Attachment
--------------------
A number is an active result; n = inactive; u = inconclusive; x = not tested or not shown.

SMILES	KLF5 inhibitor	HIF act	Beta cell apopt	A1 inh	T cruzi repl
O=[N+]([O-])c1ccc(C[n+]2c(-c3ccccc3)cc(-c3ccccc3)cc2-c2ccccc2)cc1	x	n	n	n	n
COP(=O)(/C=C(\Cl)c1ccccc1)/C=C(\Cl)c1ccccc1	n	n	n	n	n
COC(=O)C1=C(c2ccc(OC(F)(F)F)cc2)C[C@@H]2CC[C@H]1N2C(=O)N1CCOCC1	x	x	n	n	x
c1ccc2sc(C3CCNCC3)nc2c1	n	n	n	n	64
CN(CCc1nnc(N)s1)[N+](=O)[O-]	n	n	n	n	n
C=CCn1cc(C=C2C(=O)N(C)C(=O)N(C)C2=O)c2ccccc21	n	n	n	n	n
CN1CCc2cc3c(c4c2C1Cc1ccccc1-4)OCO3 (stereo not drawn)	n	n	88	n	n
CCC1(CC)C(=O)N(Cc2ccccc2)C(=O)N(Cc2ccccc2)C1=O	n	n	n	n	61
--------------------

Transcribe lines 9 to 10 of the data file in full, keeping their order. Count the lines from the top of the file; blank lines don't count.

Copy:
CN1CCc2cc3c(c4c2C1Cc1ccccc1-4)OCO3 (stereo not drawn)	n	n	88	n	n
CCC1(CC)C(=O)N(Cc2ccccc2)C(=O)N(Cc2ccccc2)C1=O	n	n	n	n	61